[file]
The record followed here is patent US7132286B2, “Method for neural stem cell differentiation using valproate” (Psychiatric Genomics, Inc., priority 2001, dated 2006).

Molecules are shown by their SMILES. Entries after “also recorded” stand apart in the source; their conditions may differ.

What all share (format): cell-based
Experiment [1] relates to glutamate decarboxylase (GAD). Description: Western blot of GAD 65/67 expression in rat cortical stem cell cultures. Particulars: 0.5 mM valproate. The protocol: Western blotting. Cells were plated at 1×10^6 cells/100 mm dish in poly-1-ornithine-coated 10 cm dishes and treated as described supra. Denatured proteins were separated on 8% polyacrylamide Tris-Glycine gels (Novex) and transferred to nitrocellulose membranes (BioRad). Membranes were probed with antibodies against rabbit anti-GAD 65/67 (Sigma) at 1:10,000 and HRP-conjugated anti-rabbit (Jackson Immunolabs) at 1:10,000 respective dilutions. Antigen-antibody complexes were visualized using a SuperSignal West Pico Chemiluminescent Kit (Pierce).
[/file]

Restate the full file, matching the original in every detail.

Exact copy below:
The record followed here is patent US7132286B2, “Method for neural stem cell differentiation using valproate” (Psychiatric Genomics, Inc., priority 2001, dated 2006).

Molecules are shown by their SMILES. Entries after “also recorded” stand apart in the source; their conditions may differ.

What all share (format): cell-based
Experiment [1] relates to glutamate decarboxylase (GAD). Description: Western blot of GAD 65/67 expression in rat cortical stem cell cultures. Particulars: 0.5 mM valproate. The protocol: Western blotting. Cells were plated at 1×10^6 cells/100 mm dish in poly-1-ornithine-coated 10 cm dishes and treated as described supra. Denatured proteins were separated on 8% polyacrylamide Tris-Glycine gels (Novex) and transferred to nitrocellulose membranes (BioRad). Membranes were probed with antibodies against rabbit anti-GAD 65/67 (Sigma) at 1:10,000 and HRP-conjugated anti-rabbit (Jackson Immunolabs) at 1:10,000 respective dilutions. Antigen-antibody complexes were visualized using a SuperSignal West Pico Chemiluminescent Kit (Pierce).